record.        Suter v. United States, 
    441 F.3d 306
    , 310 (4th Cir.
                   Under    the     ADEA,    it    is        illegal       for    an    employer    to
    discriminate against an employee due to the employee’s age.                                     29
    U.S.C. § 623(a) (2006).                  The ADEA provides a civil cause of
    action    for       employees     who    are     discriminated              against    by     their
    employers because of their age.                     See 29 U.S.C. § 626 (2006).                 An
    employee may establish an ADEA discrimination claim “through two
    alternative methods of proof:                       (1) a mixed-motive framework,
    requiring       evidence        that     the        employee’s         age        motivated    the
    employer’s          adverse     decision,           or     (2)     a       pretext     framework
    identical to the McDonnell Douglas burden-shifting analysis used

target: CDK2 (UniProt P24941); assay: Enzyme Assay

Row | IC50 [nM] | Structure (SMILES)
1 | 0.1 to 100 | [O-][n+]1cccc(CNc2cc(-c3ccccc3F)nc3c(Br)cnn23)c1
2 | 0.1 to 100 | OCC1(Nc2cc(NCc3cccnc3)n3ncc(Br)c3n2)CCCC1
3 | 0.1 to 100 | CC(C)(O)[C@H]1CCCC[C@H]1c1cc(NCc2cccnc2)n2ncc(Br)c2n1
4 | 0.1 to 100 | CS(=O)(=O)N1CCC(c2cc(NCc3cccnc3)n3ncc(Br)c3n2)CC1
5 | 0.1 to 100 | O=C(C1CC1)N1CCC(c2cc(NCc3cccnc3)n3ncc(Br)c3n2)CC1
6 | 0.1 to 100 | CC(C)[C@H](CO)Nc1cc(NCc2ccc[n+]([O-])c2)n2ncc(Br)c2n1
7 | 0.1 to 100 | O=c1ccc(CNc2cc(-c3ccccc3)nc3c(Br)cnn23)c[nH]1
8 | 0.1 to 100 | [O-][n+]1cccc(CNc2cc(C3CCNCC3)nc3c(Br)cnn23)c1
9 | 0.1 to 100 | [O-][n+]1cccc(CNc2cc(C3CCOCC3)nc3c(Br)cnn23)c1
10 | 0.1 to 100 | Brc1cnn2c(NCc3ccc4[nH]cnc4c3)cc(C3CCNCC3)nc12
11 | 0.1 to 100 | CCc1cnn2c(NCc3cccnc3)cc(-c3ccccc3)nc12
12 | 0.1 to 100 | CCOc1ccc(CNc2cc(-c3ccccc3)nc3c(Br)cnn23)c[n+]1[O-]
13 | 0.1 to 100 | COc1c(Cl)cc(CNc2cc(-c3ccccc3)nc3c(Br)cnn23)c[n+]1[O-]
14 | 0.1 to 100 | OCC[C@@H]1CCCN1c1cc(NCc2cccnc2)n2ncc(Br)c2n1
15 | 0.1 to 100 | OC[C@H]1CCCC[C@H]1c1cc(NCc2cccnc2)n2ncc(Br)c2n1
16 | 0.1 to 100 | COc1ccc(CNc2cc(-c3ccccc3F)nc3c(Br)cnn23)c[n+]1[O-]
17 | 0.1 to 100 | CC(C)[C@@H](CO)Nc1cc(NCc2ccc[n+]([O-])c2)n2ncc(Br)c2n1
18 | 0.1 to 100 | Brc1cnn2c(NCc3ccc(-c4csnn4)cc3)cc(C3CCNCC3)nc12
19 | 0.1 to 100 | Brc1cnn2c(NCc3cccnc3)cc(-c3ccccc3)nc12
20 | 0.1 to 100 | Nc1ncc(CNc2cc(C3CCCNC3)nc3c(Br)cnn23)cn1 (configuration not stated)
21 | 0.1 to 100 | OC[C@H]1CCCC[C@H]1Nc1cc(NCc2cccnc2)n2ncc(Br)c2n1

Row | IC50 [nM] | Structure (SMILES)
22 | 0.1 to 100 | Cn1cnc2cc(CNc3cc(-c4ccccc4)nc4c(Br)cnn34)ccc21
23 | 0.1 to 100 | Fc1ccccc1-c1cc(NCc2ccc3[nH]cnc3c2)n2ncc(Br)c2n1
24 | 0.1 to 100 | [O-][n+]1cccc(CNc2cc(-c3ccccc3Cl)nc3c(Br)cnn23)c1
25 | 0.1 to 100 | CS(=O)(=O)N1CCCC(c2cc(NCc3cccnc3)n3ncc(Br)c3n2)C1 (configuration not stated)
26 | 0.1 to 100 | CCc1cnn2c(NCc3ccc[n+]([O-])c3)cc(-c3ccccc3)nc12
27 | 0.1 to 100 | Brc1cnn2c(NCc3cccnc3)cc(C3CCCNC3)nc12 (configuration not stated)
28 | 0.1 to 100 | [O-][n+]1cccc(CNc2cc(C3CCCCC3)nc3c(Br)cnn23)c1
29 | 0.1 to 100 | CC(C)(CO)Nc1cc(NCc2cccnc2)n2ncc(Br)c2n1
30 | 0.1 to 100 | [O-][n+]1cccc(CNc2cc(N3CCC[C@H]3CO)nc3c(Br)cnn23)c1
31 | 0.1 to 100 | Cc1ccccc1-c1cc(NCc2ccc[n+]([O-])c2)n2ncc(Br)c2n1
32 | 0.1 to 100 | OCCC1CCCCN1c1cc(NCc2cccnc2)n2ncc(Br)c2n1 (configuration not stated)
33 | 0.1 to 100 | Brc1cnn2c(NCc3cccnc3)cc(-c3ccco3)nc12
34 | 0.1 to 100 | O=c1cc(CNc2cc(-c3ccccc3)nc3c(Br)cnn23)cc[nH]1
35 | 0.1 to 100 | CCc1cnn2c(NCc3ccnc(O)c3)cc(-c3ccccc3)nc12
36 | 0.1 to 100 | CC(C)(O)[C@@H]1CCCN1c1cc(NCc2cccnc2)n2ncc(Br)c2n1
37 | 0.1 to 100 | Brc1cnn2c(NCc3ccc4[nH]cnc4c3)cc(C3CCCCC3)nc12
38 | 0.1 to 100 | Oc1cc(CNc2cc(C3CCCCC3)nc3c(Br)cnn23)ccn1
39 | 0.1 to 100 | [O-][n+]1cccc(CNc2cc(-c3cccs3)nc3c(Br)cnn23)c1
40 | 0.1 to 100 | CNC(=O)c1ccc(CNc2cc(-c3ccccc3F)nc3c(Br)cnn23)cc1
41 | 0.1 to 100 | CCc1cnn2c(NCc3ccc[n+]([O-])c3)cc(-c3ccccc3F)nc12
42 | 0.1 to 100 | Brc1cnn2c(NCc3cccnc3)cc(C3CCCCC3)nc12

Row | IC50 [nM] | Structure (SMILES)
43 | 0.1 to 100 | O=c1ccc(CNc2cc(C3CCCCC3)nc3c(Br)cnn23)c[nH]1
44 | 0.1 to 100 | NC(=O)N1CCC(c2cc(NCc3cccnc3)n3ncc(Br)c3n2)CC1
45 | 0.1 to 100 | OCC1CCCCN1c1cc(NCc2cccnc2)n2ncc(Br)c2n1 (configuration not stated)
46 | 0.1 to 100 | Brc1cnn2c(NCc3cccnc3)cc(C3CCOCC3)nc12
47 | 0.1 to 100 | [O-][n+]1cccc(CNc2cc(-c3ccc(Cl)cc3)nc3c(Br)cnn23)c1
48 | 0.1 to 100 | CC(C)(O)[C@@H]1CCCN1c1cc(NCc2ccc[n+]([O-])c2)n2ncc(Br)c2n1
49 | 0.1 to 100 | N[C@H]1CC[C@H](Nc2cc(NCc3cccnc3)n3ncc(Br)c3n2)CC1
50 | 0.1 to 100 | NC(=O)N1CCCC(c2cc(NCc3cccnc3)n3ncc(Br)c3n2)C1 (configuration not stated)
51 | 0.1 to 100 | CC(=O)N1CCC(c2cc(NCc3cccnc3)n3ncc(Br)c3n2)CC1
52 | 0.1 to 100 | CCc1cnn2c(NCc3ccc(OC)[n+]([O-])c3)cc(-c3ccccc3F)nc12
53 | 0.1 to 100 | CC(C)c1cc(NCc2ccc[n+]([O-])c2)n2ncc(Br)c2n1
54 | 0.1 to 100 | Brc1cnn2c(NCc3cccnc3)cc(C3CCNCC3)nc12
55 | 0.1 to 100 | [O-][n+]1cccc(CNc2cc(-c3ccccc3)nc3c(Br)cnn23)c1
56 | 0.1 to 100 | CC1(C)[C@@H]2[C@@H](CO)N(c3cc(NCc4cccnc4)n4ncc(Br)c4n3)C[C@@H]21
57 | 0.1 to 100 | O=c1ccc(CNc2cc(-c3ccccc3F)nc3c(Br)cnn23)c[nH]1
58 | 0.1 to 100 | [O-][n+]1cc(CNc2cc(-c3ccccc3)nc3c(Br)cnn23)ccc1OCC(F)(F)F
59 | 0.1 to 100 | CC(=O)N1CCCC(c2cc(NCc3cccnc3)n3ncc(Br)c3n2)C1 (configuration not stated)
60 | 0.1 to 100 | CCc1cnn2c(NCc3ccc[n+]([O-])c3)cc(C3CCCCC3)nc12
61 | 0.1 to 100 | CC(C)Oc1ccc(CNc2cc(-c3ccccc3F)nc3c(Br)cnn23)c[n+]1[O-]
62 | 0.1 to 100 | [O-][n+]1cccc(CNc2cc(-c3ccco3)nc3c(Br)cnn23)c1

in   Title     VII     cases.”        E.E.O.C.       v.     Warfield-Rohr           Casket     Co.,
    364 F.3d 160
    , 163 (4th Cir. 2004); see also McDonnell
    Douglas Corp. v. Green, 
    411 U.S. 792
    , 802 (1973).
                   In    his    pleadings         below,        Jones          asserted    that    the
    Defendants refused to offer adequate training due to his age.
    However,       Jones    entirely        failed       to     provide         any    “evidence    of
    conduct     or    statements        that     reflect     directly        the   alleged
    discriminatory attitude and that bear directly on the contested
    employment decision.”             Id.      Therefore, he failed to establish
    age discrimination under the mixed-motive framework.
                In     order     to     establish       an   ADEA    claim     under    the
    McDonnell      Douglas     framework,       Jones    must    first     demonstrate    a